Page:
French Realist/Impressionist Painter and Sculptor, 1834-1917
French painter, draughtsman, printmaker, sculptor, pastellist, photographer and collector. He was a founder-member of the Impressionist group and the leader within it of the Realist tendency. He organized several of the group exhibitions, but after 1886 he showed his works very rarely and largely withdrew from the Parisian art world. As he was sufficiently wealthy, he was not constricted by the need to sell his work, and even his late pieces retain a vigour and a power to shock that is lacking in the contemporary productions of his Impressionist colleagues. Related Paintings of Edgar Degas :. | Laundry Maids | Elena and Camila Montejasi-Cicerale | Ballet Rehearsal | Before the performance | The actress in the tiring room |
Related Artists:Giovanni Martinelli
Italian Baroque Era Painter, 1610-1659James Mcneill Whistler
American Painter and Printmaker, 1834-1903
James Abbott McNeill Whistler's deft brushwork and mighty ego made him one of London's best-known painters in the second half of the 1800s. Born in Massachusetts, Whistler spent most of his adult life in England and France, in an era when an American artist in Europe was something of a rarity. He specialized in landscapes and (especially later in his career) portraits; stylistically he is often linked with Claude Monet and August Renoir, though he was not exactly part of the Impressionist movement. His etchings also are highly regarded. Witty, cranky and a bit of a devil, Whistler was a regular gadabout in British society. He had a famous long-running feud with the playwright Oscar Wilde, each of them trying to outwit the other with cutting public remarks. Some critics of the era considered Whistler's work to be smudgy and too radical; after viewing Whistler's 1875 study of fireworks over the Thames, Nocturne in Black and Gold: the Falling Rocket, John Ruskin wrote: "I have seen, and heard, much of cockney impudence before now; but never expected to hear a coxcomb ask two hundred guineas for flinging a pot of paint in the public's face." Whistler successfully sued Ruskin for libel but was awarded only a farthing in damages,king Charles Bird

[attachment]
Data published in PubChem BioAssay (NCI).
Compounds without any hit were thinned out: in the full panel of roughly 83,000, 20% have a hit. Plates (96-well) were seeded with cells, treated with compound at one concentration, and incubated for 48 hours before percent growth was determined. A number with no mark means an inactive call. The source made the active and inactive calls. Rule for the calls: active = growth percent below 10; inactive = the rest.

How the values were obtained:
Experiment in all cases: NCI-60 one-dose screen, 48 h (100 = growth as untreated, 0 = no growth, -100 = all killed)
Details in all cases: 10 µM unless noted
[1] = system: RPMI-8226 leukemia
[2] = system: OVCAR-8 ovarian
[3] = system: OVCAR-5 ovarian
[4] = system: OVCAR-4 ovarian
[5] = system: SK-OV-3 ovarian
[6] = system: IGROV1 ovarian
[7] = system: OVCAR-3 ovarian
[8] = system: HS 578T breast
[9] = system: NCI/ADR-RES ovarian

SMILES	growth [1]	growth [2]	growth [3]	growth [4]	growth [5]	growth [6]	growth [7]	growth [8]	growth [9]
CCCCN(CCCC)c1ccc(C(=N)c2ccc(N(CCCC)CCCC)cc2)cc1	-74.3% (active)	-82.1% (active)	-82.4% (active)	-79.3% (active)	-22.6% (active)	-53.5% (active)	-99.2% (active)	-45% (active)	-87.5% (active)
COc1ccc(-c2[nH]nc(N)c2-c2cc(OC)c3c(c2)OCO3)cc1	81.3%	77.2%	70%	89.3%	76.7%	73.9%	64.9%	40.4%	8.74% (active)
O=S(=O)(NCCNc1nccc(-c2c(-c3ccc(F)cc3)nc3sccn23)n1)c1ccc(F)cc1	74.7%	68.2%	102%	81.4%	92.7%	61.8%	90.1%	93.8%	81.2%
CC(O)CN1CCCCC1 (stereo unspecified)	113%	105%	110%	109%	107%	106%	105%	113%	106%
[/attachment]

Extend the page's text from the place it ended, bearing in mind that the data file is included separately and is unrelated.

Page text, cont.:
American portrait Painter, 1785-1862
American painter. He was encouraged to paint by his grandfather, Nathaniel Bird (d 1796), an amateur painter, and took lessons with Samuel King, a portrait painter. In 1800-05 he was apprenticed in New York to Edward Savage, whose curious studio-museum and period of study abroad with Benjamin West impressed him deeply.